Can Social Advertising be Beneficial for Nonprofits?

When nonprofits ask us to develop a social media strategy, their concerns always include getting measurable benefits from their investment. Analytics tools can help with this. However, there is confusion (especially on Facebook) surrounding the numerous available advertising tools.

Can advertising benefit nonprofits? How much does it cost? How can the benefits be measured? In the end, knowledge is power and the content is king; we’ve prepared a Facebook advertising crash course for nonprofits using Facebook pages to understand their options.

Types of Facebook Ads
There are four types of Facebook ads to choose from:

1. Sponsored Stories

Sponsored stories take user-generated content pertaining to a page and show it to the user’s friends. They can appear on the sidebar or as timeline stories. These types of ads are often the most effective because they rely on social targeting, offering “a 46% higher click through rate, a 20% lower cost per click, and an 18% lower cost per fan than Facebook’s standard ad units” (Inside Facebook).

This type of ad fosters conversations about you between your fans and potential fans. Nonprofits can use this technique to generate new likes among the people most relevant and most likely to be real supporters, and not just “ghost fans”. Since users tend to trust people they know, this technique is more efficient than most other advertising on Facebook.

2. Page Post Ads

Page post ads take a post from a page and promote it to the page’s fans, their friends and non fans, based on custom targets (age, gender, likes, keywords, etc.). These can also appear as sidebar ads or timeline stories.

These ads are very useful to draw new likes to your page. They can also draw attention to a specific issue your organization is dealing with. The key here is to set your targeting properly to reach the right people, those that will participate in the conversations you start.

3. Promoted Posts

Promoted posts are posts from a page that are promoted to the top of existing fans’ news feeds and to some of their friends. These always take the form of timeline stories.

By paying, you can ensure that more people will see the post. This helps draw existing fans’ attention to current issues, campaigns or events that are of importance to your organization. While not the most efficient tool to generate new likes for your page, it can help raise funds and awareness during key periods.

4. Marketplace Ads

Marketplace ads are shown to the general public (based on targeting). They always take the form of sidebar ads.

When you target your ads properly, this can be a powerful tool to generate new likes and grow your fan base. This can be done in preparation for a larger campaign: by increasing your fan base, you increase the potential reach of future advertising.

Content Comes First

Every option (with the exception of Marketplace Ads) relies heavily on a page’s existing fan base. Ads drive the page’s message past Facebook’s filters, which would otherwise hide it from 90% of a page’s fans. The advertising system also leverages fans’ respective networks for increased visibility (friends of fans can see Facebook ads).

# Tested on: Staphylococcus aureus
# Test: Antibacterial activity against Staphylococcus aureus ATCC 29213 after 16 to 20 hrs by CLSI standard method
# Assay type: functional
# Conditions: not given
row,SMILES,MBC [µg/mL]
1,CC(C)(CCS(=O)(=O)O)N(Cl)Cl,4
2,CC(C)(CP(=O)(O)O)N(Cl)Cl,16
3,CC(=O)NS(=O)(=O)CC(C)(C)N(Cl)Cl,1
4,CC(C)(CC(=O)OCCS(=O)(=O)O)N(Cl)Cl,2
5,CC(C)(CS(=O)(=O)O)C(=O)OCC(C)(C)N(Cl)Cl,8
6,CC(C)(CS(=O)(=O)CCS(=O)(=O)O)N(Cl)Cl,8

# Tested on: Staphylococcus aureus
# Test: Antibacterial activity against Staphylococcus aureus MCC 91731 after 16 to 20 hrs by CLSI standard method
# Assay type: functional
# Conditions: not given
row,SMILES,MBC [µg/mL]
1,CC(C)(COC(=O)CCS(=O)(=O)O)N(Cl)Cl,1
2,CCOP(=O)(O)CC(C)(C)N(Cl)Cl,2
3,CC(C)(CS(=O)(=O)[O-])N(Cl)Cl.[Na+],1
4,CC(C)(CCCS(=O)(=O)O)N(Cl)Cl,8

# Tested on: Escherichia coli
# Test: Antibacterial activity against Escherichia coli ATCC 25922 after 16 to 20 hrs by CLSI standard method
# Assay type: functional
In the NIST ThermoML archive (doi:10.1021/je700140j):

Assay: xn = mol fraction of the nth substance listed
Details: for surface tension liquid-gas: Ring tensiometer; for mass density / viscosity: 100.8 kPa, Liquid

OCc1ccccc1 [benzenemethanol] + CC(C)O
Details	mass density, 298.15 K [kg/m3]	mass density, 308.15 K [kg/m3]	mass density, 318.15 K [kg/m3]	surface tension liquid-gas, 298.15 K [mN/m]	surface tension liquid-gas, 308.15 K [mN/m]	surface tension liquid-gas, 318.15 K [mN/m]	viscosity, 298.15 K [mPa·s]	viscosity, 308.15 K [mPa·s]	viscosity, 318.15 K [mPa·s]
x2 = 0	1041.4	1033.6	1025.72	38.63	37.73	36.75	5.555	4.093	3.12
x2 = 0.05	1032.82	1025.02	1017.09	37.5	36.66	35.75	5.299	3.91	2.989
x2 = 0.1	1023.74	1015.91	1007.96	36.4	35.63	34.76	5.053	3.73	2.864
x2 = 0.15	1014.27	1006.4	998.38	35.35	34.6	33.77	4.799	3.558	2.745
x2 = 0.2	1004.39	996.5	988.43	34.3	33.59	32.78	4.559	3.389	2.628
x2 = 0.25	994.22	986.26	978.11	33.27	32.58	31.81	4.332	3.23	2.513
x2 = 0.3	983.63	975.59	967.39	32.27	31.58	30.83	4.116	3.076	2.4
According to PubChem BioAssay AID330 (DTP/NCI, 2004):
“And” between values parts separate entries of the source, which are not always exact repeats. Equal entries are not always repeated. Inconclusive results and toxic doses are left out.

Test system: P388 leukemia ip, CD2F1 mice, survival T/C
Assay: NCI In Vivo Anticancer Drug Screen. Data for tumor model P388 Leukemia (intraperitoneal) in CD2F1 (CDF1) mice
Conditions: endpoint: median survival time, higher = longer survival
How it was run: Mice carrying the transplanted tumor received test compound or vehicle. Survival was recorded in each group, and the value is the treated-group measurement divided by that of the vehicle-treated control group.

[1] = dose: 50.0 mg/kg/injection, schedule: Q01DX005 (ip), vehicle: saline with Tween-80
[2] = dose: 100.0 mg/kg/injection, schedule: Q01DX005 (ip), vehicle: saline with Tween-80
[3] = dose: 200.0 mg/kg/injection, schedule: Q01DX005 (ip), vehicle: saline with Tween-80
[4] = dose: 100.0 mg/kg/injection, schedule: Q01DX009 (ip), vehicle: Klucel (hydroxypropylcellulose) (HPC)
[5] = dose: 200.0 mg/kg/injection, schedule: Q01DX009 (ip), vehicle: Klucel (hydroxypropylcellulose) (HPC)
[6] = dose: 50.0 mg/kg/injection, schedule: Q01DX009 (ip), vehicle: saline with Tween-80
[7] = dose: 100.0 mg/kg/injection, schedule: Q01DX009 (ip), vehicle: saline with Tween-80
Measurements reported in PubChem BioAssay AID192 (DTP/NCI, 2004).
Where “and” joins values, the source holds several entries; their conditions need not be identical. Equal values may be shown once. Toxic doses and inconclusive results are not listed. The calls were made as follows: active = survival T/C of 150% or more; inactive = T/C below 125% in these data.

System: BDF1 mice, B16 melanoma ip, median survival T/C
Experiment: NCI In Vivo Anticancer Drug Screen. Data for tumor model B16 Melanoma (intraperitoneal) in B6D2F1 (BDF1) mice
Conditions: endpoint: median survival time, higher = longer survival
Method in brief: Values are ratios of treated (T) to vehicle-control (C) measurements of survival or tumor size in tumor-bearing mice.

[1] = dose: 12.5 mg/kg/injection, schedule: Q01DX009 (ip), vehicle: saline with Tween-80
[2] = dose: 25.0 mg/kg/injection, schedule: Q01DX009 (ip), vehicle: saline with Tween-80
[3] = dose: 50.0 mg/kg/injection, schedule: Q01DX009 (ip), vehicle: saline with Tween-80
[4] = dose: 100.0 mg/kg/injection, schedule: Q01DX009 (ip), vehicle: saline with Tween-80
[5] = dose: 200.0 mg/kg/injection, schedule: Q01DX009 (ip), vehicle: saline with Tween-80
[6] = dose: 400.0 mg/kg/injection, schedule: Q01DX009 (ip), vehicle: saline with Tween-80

This is why content must come before advertising. The quality of your content is what generates the initial interest Facebook relies on to spread your message. In other words, without a fan base acquired by consistently publishing solid content, most forms of Facebook advertising are inefficient.

What’s more, even when you have an established fan base, the content is no less important. Good content can make or break your message. Even if you’re paying Facebook to ensure it gets seen, your campaign will likely not cause reactions if it is not compelling and well presented.

Goal-Oriented Advertising

Are you trying to raise funds for a campaign? Raising support or awareness for an issue? Driving new likes to your page to gain visibility? Each goal has an optimal advertising strategy.

For example, sponsored stories and marketplace ads are the most effective ways to drive new likes to your page. However, there are better ways to generate attention for a specific issue, such as page post ads or promoted posts. These don’t drive as many new likes, but they target the segments of your fan base which are most likely to interact with your content.

What About Cost?

Once you’ve elaborated your content and targeting strategy, budgeting your ad campaign properly is the trickiest part of advertising on Facebook. You have the choice to buy advertising space on a per-click basis or a per-impression basis. You also have many targeting options that can increase or decrease your potential audience size. Since advertising analytics are only available once advertising has been purchased, we recommend trying a few consecutive days of adjustments. Determine which settings and daily budget work best by using the analytics tool provided by Facebook.


Don’t Forget: the Content is King! 

The most important thing to remember when advertising on Facebook is that no amount of money can make up for inadequate or uninteresting content. Many nonprofits can do just fine on the social network without advertising. However, when done right, advertising on Facebook can have a real, measurable impact on raising funds, awareness and visibility.

As social advertising grows, nonprofits may eventually have no choice but to pay for their online presence. Now is the best time to learn about this new platform to boost your web presence and prepare for the age of advertising in social media!

Written by Henri Brillon, Communications Agent @Phil